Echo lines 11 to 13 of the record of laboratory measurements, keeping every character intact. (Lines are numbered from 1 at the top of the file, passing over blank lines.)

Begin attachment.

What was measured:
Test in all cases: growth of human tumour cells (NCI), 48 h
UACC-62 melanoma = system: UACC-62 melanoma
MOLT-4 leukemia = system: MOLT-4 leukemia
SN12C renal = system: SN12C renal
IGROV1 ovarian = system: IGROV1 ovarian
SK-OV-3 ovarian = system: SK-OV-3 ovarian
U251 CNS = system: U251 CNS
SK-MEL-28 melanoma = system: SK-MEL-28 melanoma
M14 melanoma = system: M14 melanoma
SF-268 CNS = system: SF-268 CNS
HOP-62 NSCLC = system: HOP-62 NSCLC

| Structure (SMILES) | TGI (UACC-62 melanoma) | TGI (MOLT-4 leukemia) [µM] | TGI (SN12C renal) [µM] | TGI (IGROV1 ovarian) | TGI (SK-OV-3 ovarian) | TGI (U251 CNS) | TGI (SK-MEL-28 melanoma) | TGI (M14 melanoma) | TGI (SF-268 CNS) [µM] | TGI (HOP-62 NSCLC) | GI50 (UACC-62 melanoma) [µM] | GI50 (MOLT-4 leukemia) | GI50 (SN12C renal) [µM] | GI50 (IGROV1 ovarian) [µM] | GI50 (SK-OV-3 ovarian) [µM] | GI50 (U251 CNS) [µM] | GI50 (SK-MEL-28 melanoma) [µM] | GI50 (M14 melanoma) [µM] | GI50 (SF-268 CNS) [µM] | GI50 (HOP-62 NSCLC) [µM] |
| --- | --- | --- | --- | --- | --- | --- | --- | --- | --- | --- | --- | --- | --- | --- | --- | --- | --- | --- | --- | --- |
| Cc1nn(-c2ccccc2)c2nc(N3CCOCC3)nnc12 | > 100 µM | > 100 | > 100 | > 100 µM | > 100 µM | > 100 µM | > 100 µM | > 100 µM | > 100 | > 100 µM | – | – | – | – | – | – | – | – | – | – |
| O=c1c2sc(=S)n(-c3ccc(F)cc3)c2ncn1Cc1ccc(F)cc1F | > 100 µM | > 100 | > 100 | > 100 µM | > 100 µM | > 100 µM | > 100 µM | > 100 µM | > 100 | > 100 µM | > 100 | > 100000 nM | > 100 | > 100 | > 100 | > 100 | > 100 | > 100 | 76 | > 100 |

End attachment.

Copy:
SF-268 CNS = system: SF-268 CNS
HOP-62 NSCLC = system: HOP-62 NSCLC

| Structure (SMILES) | TGI (UACC-62 melanoma) | TGI (MOLT-4 leukemia) [µM] | TGI (SN12C renal) [µM] | TGI (IGROV1 ovarian) | TGI (SK-OV-3 ovarian) | TGI (U251 CNS) | TGI (SK-MEL-28 melanoma) | TGI (M14 melanoma) | TGI (SF-268 CNS) [µM] | TGI (HOP-62 NSCLC) | GI50 (UACC-62 melanoma) [µM] | GI50 (MOLT-4 leukemia) | GI50 (SN12C renal) [µM] | GI50 (IGROV1 ovarian) [µM] | GI50 (SK-OV-3 ovarian) [µM] | GI50 (U251 CNS) [µM] | GI50 (SK-MEL-28 melanoma) [µM] | GI50 (M14 melanoma) [µM] | GI50 (SF-268 CNS) [µM] | GI50 (HOP-62 NSCLC) [µM] |